Others, 27

Jude tapped his foot on the floor, grateful that they’d gotten the heat working again in the Citadel so it wasn’t freezing cold. If they were going to be immortal, he thought they could at least be reasonably comfortable while they did it, and he was glad he wasn’t the only one who thought so.

He was ostensibly reading a book, but actually he was just sitting here being nervous about something stupid. That was fine. He’d gotten a lot of reading done earlier today. He’d read two books. He was learning so much about holds. The gods had all used to have this power—well, they still had it—where they could go to a weird little other world called a hold that nobody else could get to. Jude was supposed to be trying to figure out if there was any point at all in even trying to transfer that power to humans when they took the gods’ powers or if it would just not fly.

The Citadel had a good collection of books plundered from different gods during the war, and someone had to go through them to learn what they could. They’d all been read before, back when Raphael and Cameron had been trying to flush out every last god, but now that there was a new mission, it only made sense to collect all the information they could. So Jude and Tam were learning everything about holds. Some people still thought there were probably a bunch of gods hiding in holds and wanted a way to find them, but Jude was barely skimming any of the annotations that had to do with holds’ vulnerabilities.

Bad Idea

Jude had a migraine when he woke up, which wasn’t super unusual. It probably just meant he’d been drinking last night. He was in a nice comfortable bed with a lot of blankets on it, which was super nice. He’d obviously fucked someone classy last night, so good on him.

And someone nice, seemed like. There was aspirin and a glass of water on the side table, which Jude happily took. He vaguely remembered last night being a lot of fun, and the sex being really good, and he was sure that with just another few seconds he’d remember other details, such as who the sex had been with.

After downing the aspirin, Jude stood up, went to the bathroom and other exciting morning things. Then he began the process of finding his way through someone else’s house, which was always a fun experience. Whoever this was sure had a lot of books. It was probably someone from the conference, Jude thought vaguely. Seeing as he’d been at the conference for days and the reception had been last night and yes, Jude remembered this now. He’d drank a lot of free wine. It had been pretty decent wine for free wine.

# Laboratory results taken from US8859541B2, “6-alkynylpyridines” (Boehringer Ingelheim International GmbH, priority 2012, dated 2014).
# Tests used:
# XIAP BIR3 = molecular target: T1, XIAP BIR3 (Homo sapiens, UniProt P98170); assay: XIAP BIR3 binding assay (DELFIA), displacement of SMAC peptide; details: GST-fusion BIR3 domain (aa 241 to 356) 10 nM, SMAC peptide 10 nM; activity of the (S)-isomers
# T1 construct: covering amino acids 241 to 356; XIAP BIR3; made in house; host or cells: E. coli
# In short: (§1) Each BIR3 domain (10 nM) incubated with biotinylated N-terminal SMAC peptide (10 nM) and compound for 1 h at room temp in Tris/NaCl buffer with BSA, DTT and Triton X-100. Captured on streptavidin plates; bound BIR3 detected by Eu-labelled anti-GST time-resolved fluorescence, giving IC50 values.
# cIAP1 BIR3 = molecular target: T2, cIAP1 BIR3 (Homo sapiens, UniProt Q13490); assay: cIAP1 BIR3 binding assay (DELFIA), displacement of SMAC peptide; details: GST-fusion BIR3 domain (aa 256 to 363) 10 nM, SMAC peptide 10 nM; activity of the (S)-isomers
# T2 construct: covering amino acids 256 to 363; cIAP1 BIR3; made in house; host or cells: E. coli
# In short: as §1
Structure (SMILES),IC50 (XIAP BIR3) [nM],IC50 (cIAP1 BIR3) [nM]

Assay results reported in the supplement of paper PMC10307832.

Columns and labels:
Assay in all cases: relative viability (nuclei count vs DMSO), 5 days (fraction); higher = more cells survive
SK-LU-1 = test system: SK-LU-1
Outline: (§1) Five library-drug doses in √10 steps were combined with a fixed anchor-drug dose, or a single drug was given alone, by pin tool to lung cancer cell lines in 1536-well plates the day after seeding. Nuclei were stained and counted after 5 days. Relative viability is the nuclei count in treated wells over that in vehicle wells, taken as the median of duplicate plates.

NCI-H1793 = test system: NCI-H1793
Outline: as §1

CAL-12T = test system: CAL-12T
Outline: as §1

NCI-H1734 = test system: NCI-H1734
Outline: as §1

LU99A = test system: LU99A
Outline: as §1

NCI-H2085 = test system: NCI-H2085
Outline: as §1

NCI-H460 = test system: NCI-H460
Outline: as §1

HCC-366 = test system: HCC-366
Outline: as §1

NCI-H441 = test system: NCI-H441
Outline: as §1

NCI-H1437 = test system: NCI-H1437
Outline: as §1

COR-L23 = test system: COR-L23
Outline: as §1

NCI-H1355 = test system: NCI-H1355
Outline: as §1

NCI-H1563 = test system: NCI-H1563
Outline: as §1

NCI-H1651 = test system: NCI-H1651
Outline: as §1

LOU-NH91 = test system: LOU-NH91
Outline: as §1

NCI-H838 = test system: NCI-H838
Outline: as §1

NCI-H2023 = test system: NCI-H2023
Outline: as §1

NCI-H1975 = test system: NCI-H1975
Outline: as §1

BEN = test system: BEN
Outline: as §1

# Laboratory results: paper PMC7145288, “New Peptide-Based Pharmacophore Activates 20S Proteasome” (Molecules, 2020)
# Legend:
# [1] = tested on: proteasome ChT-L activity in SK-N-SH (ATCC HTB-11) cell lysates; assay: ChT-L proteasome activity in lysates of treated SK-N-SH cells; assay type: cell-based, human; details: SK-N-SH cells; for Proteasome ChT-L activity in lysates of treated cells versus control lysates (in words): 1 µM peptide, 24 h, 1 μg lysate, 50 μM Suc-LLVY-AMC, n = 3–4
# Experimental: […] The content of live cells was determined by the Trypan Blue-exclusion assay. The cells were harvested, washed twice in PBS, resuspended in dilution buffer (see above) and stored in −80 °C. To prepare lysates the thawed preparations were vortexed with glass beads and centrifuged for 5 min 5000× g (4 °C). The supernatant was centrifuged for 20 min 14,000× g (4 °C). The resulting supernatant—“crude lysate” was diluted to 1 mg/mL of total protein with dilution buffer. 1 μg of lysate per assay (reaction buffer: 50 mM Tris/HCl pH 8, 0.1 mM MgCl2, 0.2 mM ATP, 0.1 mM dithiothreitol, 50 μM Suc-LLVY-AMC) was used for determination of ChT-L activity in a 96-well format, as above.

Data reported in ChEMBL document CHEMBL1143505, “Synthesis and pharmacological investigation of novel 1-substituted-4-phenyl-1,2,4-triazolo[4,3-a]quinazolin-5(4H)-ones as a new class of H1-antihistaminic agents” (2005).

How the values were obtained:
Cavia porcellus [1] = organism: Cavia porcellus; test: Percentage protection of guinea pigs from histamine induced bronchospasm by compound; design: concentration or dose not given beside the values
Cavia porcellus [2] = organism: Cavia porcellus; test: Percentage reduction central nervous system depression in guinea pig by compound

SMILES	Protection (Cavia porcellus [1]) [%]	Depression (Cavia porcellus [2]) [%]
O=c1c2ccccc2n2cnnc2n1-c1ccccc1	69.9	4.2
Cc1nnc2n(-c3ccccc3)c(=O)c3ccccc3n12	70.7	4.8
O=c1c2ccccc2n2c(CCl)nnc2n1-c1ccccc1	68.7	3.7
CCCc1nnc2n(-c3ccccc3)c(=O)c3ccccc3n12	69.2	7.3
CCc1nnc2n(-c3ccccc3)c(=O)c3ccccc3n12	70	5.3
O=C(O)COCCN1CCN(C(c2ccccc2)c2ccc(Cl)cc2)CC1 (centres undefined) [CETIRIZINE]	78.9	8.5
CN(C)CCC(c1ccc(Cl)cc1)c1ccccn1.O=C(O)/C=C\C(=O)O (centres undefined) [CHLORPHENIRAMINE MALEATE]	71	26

A lot of the books were about history and politics, and a distressing amount more of them were about philosophy, which probably meant he’d fucked someone from the philosophy half of the conference, which was good, since it meant that Jude wouldn’t ever have to talk to them again. Except that a disturbing amount of the books were specifically about moral philosophy, and that started to trigger a lot of memories about who he’d been talking to at the conference, and who he’d gone drinking with after the conference, and yes, he’d definitely fucked Tam Matthews, which made sense because that was, in fact, who Jude had slept with every night of the conference. Right, okay.

Networking Opportunity

Of all the parts of his job that Jude didn’t like, having to go to conferences was easily…

Well, it was on the list, anyway. It was nowhere near as high as grading, office hours, faculty meetings, grading, grant applications, and grading, but it was on the list. It was just so tedious, and they lasted several days, and he’d really much rather just read the papers afterwards.

But networking and kairotic space and the free flow of ideas and also sometimes an open bar, so Jude went to conferences. And he saw all the same people he always saw, talking about the same stuff they always talked about. The ones he was friends with he could see without the façade of a conference, and the ones he wasn’t he’d really rather not see.

No Matter What You’ve Heard, Angels Aren’t Any Better at Solving the World’s Problems than Anyone Else

Sometimes, the world changed abruptly, all at once, a single event forcing history to take a turn into something that wouldn’t have otherwise happened. Something that historians could look back on and write about as being the definitive moment when something or another had changed permanently.

That didn’t usually happen. Usually it was gradual, change taking place over many years, centuries even, countless people contributing to it. It was rare that one person or even a small group of people changed history of the course of a few days or even a few years.

And usually when those abrupt changes did happen, they were impossible to see coming. A catastrophe that struck without warning. A war. Someone deciding something, the consequences of which didn’t become clear until it was too late. It was rare to be able to look at an event coming up and know that was going to be when everything changed.

But sometimes it happened. Sometimes, Jude thought, it was possible to look at something that was about to happen and know. To know that this was something that was going to be in history books someday, that this was something that was going to change the world. And that was humbling.

And being involved in something of that magnitude, knowing that it would have this impact, knowing that, made it…terrifying.